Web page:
}
}
class B extends A {
// singleton pattern
function __construct() {
   parent::__construct();
}
}
$anA = A :: getInstance();
$aB = B :: getInstance(); // try to get a second ressource, :(
?>
When developping class A, you may have think to be the only one with a $var ressource, but it's completly wrong. As $aB is an A (Think that there is two A instanciate and one with more than just A), $anA and $aB will have a different ressource variable and thus two different database connection for eg.
You'd never know how will be used your code, so you need to make it strong. This is the way of poo thinking.


concerned coder

In the example given below by alexandre at ONLY-HAM-NOT-SPAM dot gaigalas dot net, I'm pretty sure that would always assign $i to a new instance.
I'd imagine he means something like this:
<?php
class foo
{
   static private $i;
   private function __construct()
   {
       echo "I'm alive";
   }
   static public function singleton()
   {
       return (isset(self::$i) || (($n = __CLASS__) && (self::$i = new $n)) ? self::$i : NULL;
   }
}
?>


richard dot quadling

In response to Scott Mattocks response to Jimmy Paterson ...
You cannot mix singletons and subclasses securely.
Why?
The standard way of creating a singleton is with the method ...
  // Hold an instance of the class
  private static $instance;
  // The singleton method
  public static function singleton()
  {
      if (!isset(self::$instance)) {
          $c = __CLASS__;
          self::$instance = new $c;
      }
      return self::$instance;
  }
This returns either the previously created instance or a new instance of this class.
As the constructor is private (which inhibits the manual creation of the class), you cannot alter the value of $c in the example above by passing it to the function, as suggested by Scott Mattocks.
Why? __construct() is private!!!!
self::$instance = new $c;
where $c is NOT Singleton will result in a fatal error ...
Fatal error: Call to private Singleton::__construct().
You have to have __construct() as private, otherwise you can create multiple instances of the singleton, explicit contra the reason for the pattern to start with.
Now. Say you do make the __construct() protected (can only be called from this class or subclasses), then you MAY have a little more success.
But not much ...
<?php
class Singleton
{
 // Hold an instance of the class
 private static $instance;

 // A private constructor; prevents direct creation of object
 protected function __construct()
 {
     echo 'I am constructed';
 }
 // The singleton method
 public static function singleton($classname = __CLASS__)
 {
     if (!isset(self::$instance)) {
         self::$instance = new $classname;
     }
     return self::$instance;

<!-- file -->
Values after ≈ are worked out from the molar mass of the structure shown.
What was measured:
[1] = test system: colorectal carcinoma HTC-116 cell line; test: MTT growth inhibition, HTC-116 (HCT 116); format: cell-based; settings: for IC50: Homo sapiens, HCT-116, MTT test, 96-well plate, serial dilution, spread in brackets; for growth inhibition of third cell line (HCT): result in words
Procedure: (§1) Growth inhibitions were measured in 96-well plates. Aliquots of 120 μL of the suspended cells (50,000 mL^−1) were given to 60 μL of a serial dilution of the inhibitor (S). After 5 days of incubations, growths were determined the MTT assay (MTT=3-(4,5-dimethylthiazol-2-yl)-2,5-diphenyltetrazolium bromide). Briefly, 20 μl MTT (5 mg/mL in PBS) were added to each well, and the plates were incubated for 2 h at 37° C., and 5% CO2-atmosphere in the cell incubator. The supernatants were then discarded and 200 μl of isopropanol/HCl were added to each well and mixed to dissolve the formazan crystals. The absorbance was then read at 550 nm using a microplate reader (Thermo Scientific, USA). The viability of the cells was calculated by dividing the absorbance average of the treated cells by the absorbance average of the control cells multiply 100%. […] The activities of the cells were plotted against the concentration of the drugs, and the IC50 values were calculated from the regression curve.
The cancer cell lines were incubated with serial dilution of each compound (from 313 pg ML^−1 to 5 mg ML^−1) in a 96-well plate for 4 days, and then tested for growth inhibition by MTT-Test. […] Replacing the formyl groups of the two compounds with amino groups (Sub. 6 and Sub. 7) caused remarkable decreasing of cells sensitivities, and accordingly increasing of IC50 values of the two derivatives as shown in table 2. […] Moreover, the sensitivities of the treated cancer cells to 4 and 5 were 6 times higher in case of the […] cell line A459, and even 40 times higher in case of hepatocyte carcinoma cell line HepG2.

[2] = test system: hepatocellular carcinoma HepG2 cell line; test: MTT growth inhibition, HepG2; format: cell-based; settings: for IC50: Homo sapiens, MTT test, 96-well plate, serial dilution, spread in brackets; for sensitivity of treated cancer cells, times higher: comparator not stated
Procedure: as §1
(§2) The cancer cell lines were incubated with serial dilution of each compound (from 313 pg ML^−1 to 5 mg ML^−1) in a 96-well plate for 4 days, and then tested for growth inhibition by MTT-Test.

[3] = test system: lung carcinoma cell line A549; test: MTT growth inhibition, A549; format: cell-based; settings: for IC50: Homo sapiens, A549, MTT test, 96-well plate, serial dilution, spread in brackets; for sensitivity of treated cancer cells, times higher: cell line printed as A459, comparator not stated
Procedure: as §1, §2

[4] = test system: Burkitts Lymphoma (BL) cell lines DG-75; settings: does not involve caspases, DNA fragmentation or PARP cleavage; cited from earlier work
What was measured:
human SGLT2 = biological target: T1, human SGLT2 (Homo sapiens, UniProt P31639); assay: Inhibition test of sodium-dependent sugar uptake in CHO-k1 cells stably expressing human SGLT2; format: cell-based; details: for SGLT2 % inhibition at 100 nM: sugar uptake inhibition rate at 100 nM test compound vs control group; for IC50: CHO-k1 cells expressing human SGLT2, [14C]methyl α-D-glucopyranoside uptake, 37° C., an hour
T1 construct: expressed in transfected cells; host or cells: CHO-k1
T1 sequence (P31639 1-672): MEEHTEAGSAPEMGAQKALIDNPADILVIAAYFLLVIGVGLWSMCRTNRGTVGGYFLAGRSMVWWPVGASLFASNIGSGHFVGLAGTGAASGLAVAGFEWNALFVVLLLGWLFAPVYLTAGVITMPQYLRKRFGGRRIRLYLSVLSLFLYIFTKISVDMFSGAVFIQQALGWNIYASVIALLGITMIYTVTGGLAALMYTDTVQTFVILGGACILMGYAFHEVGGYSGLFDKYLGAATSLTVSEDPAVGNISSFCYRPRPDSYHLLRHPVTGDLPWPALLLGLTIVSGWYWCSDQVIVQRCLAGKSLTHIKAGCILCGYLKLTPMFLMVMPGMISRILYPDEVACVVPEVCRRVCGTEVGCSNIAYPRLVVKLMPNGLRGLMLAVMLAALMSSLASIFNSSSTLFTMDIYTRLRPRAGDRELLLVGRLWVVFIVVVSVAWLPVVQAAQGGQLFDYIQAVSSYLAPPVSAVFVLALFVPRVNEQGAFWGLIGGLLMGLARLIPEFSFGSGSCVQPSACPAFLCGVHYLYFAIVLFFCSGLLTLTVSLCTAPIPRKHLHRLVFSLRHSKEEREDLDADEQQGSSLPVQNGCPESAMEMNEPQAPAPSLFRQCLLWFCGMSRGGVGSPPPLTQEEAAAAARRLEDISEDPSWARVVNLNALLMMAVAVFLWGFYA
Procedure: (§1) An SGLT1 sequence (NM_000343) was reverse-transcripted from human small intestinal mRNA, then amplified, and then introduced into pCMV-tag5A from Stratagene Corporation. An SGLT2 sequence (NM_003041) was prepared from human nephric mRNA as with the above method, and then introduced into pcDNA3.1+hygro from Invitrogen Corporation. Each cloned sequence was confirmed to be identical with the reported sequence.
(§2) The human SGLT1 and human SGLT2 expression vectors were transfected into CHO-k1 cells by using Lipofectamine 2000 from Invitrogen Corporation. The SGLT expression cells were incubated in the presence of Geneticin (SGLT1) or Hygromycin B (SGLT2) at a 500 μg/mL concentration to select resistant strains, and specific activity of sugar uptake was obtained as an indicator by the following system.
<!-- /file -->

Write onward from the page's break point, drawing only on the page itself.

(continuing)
}
}
class SubClass extends Singleton {
  public static function singleton()
  {
      return parent::singleton(__CLASS__); // NOTE The singleton method MUST return an instance.
  }
  public function TellMe()
  {
  echo 'You are in here.';
  }
}
$subclassInstance = SubClass::singleton();
$subclassInstance->TellMe();
?>
gives you ...
I am constructedYou are in here.
But you are not going to be able to extend this to more than 1 subclass as the singleton exists for the base class ...
<?php
class Singleton
{
 // Hold an instance of the class
 private static $instance;

 // A private constructor; prevents direct creation of object
 protected function __construct()
 {
     echo 'I am constructed';
 }
 // The singleton method
 public static function singleton($classname = __CLASS__)
 {
     if (!isset(self::$instance)) {
         self::$instance = new $classname;
     }
     return self::$instance;
 }
}
class SubClass extends Singleton {
  public static function singleton()
  {
      return parent::singleton(__CLASS__); // NOTE The singleton method MUST return an instance.
  }
  public function TellMe()
  {
  echo 'You are in here.';
  }
}
class SubClass2 extends Singleton {
  public static function singleton()
  {
      return parent::singleton(__CLASS__); // NOTE The singleton method MUST return an instance.
  }
  public function TellMeMore()
  {
  echo 'You are over here.';
  }
}
$subclassInstance = SubClass::singleton();
$subclassInstance->TellMe();
$subclass2Instance = SubClass2::singleton();
$subclass2Instance->TellMe();
?>
results in ...
I am constructedYou are in here.You are in here.
and NOT
I am constructedYou are in here.You are over here.
as you might have thought.
Basically, subclassing and singletons don't really mix.


traxer ad gmx.net

In response to Richard Quadling's response to Scott Mattock's response to Jimmy Paterson ...
The singleton pattern is a /pattern/, not a class. There is no way to move the whole functionality of 'being a singleton' into a common base class, it was not intended that way. There is no point in adding features to derived classes, other than for internal use, either. Furthermore, when I derive two classes from Singleton, the singleton is not really a singleton anymore. Considering this, I think your implementation of Singleton and SubClass (i.e your correction to Scott Mattock's) is the one that most closely matches the intention of GOF. You can allow sublasses of SubClass, though:
<?php
class Singleton {